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An excerpt from www.HouseOfNames.com archives copyright 2000 - 2017


The annals of Scottish history reveal that Balneives was first used as a name by ancestors of the Pictish tribe of ancient Scotland. The Balneives family lived in the lands of Balneaves in the parish of Kinkell in Angus. The name is a topographic or local surname, which was given to a family who held a barony or lands, had houses, manors or estates in the area. Even today, there is a small farm in the area called Balneaves.

Balneives Early Origins



The surname Balneives was first found in Angus (Gaelic: Aonghas), part of the Tayside region of northeastern Scotland, and present day Council Area of Angus, formerly known as Forfar or Forfarshire, where they held a family seat from very ancient times, some say before the eleventh century. They held a family seat on the lands of Balneaves in the parish of Kinkell, the site is still marked by three aged trees, which are bounded by Kyrkness and Louchor. Laurence Balnaves attended the beating of the boundaries of his territories in 1395.

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Balneives Spelling Variations


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Balneives Spelling Variations



Before the first dictionaries appeared in the last few hundred years, scribes spelled according to sound. spelling variations are common among Scottish names. Balneives has been spelled Balneaves, Balnaves, Balnavis, Banese, Bannese, Bennase, Bennese, Benes and many more.

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Balneives Early History


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Balneives Early History



This web page shows only a small excerpt of our Balneives research. Another 191 words (14 lines of text) covering the years 1539, 1597 and 1587 are included under the topic Early Balneives History in all our PDF Extended History products and printed products wherever possible.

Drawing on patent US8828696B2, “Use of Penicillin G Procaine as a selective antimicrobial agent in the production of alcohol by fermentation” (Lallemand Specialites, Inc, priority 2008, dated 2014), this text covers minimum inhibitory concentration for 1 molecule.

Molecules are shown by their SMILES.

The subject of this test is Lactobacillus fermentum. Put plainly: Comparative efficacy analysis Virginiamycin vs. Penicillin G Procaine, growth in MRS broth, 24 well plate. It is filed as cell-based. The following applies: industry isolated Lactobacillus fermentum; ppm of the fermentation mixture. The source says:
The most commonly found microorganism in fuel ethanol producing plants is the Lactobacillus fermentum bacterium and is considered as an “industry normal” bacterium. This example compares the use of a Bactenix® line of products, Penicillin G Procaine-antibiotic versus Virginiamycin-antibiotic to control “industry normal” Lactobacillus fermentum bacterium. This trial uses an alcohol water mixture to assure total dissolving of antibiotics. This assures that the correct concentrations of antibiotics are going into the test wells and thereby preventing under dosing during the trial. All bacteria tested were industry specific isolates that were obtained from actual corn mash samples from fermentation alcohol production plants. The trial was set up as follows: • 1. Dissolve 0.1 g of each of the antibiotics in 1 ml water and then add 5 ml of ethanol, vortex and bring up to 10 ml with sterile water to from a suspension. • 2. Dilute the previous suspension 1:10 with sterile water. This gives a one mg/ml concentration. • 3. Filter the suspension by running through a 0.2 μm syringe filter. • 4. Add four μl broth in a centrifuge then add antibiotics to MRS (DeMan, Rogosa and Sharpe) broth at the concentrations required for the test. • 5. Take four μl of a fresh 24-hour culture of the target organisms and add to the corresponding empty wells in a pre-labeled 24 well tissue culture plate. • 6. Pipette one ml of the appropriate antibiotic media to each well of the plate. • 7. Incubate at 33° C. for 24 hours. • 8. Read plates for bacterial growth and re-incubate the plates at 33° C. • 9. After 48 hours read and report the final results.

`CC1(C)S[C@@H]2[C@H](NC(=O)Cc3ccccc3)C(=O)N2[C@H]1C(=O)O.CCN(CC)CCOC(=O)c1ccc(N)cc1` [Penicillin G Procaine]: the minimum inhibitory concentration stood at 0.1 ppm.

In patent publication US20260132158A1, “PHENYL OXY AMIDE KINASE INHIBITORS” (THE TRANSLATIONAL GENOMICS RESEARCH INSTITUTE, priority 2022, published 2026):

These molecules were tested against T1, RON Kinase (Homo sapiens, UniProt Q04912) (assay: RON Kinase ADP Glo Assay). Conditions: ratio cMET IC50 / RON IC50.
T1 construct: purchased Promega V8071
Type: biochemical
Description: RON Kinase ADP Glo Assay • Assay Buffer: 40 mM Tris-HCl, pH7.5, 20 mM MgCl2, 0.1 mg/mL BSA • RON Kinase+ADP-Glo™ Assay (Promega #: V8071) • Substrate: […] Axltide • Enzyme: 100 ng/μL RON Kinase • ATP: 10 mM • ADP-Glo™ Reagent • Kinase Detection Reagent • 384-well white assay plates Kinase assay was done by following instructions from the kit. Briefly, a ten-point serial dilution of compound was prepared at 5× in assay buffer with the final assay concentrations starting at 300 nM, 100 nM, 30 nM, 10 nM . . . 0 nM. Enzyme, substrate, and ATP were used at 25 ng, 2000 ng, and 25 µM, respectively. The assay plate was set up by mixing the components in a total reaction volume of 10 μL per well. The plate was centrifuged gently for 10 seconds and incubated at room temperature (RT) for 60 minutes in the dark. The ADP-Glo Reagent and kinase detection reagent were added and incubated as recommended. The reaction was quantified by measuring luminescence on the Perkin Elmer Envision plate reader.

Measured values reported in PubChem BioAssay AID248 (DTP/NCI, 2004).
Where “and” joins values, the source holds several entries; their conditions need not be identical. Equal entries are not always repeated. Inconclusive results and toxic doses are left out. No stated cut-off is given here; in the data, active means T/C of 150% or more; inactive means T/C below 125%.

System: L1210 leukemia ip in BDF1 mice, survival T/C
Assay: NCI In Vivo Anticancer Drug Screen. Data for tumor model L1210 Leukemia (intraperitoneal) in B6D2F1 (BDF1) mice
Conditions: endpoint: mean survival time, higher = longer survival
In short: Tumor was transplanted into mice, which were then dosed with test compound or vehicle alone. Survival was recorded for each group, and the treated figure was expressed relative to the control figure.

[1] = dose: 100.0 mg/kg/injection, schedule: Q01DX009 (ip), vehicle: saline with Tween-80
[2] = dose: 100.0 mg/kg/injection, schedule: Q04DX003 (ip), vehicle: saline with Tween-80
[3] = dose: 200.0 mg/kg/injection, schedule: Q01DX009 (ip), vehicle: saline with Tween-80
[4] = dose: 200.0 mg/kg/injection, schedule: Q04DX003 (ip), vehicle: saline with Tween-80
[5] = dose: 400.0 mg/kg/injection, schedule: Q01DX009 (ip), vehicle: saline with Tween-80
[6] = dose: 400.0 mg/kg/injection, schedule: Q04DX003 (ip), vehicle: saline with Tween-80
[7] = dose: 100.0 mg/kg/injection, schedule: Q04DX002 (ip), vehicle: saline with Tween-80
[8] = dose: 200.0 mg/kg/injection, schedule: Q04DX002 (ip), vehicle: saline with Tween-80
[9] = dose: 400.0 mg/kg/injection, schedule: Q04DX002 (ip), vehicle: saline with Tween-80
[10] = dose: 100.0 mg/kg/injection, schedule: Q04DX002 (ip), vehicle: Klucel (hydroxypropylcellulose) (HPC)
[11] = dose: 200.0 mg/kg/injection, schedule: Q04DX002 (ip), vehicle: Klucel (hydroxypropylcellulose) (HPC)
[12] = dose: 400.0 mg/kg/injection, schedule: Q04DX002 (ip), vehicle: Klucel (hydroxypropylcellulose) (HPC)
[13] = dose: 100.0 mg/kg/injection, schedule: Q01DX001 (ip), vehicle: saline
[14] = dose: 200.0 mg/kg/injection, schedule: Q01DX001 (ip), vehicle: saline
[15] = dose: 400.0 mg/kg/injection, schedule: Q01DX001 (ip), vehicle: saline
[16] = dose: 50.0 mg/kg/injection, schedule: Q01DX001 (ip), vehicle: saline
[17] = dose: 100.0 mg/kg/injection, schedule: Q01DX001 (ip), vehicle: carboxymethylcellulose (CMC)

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Balneives Early Notables (pre 1700)


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Balneives Early Notables (pre 1700)



More information is included under the topic Early Balneives Notables in all our PDF Extended History products and printed products wherever possible.

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The Great Migration


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The Great Migration



In those unstable times, many had no choice but to leave their beloved homelands. Sickness and poverty hounded travelers to North America, but those who made it were welcomed with land and opportunity. These settlers gave the young nations of Canada and the United States a strong backbone as they stood up for their beliefs as United Empire Loyalists and in the American War of Independence. In this century, the ancestors of these brave Scots have begun to recover their illustrious heritage through Clan societies and other heritage organizations. Early passenger and immigration lists reveal many Scottish settlers bearing the name Balneives: Richard Benes who settled in Barbados in 1635; Bennett Bennes settled in Virginia in 1652; Ann Bennes settled in Virginia in 1654; John Bennes landed in Philadelphia, Pennsylvania in 1868..